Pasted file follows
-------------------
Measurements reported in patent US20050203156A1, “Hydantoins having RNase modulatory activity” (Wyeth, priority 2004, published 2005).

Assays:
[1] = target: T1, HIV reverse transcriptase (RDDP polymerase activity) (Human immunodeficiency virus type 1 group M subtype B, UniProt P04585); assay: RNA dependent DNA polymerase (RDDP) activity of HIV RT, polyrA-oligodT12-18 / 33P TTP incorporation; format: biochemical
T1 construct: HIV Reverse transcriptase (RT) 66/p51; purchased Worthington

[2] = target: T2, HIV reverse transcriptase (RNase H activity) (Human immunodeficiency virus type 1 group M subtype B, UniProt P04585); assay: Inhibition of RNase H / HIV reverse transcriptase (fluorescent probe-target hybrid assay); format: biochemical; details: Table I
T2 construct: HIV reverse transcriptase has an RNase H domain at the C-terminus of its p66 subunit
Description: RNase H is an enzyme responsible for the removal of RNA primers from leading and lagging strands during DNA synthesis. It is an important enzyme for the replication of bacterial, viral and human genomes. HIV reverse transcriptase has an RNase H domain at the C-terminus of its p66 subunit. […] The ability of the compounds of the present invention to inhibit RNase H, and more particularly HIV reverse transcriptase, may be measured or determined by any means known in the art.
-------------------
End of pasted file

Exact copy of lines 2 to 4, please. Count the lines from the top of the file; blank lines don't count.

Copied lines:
Assays:
[1] = target: T1, HIV reverse transcriptase (RDDP polymerase activity) (Human immunodeficiency virus type 1 group M subtype B, UniProt P04585); assay: RNA dependent DNA polymerase (RDDP) activity of HIV RT, polyrA-oligodT12-18 / 33P TTP incorporation; format: biochemical
T1 construct: HIV Reverse transcriptase (RT) 66/p51; purchased Worthington